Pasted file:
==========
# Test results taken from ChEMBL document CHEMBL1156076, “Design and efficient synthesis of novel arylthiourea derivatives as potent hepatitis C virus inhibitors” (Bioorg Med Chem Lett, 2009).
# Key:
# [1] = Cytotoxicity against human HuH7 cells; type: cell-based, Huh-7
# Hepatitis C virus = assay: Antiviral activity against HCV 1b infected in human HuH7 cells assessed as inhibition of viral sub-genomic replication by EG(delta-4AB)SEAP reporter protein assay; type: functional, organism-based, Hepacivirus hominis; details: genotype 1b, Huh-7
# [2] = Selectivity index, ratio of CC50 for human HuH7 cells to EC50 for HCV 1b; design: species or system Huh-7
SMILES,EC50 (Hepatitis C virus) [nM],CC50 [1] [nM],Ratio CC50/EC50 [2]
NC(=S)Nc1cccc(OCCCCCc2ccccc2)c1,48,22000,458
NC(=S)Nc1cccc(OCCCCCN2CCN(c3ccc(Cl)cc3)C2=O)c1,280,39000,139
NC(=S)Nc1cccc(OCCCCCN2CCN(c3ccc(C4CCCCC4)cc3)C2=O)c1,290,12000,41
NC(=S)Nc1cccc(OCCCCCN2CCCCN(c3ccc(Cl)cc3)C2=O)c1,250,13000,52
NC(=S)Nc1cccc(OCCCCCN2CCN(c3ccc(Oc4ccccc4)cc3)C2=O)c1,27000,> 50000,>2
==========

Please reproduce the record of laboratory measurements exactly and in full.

# Test results taken from ChEMBL document CHEMBL1156076, “Design and efficient synthesis of novel arylthiourea derivatives as potent hepatitis C virus inhibitors” (Bioorg Med Chem Lett, 2009).
# Key:
# [1] = Cytotoxicity against human HuH7 cells; type: cell-based, Huh-7
# Hepatitis C virus = assay: Antiviral activity against HCV 1b infected in human HuH7 cells assessed as inhibition of viral sub-genomic replication by EG(delta-4AB)SEAP reporter protein assay; type: functional, organism-based, Hepacivirus hominis; details: genotype 1b, Huh-7
# [2] = Selectivity index, ratio of CC50 for human HuH7 cells to EC50 for HCV 1b; design: species or system Huh-7
SMILES,EC50 (Hepatitis C virus) [nM],CC50 [1] [nM],Ratio CC50/EC50 [2]
NC(=S)Nc1cccc(OCCCCCc2ccccc2)c1,48,22000,458
NC(=S)Nc1cccc(OCCCCCN2CCN(c3ccc(Cl)cc3)C2=O)c1,280,39000,139
NC(=S)Nc1cccc(OCCCCCN2CCN(c3ccc(C4CCCCC4)cc3)C2=O)c1,290,12000,41
NC(=S)Nc1cccc(OCCCCCN2CCCCN(c3ccc(Cl)cc3)C2=O)c1,250,13000,52
NC(=S)Nc1cccc(OCCCCCN2CCN(c3ccc(Oc4ccccc4)cc3)C2=O)c1,27000,> 50000,>2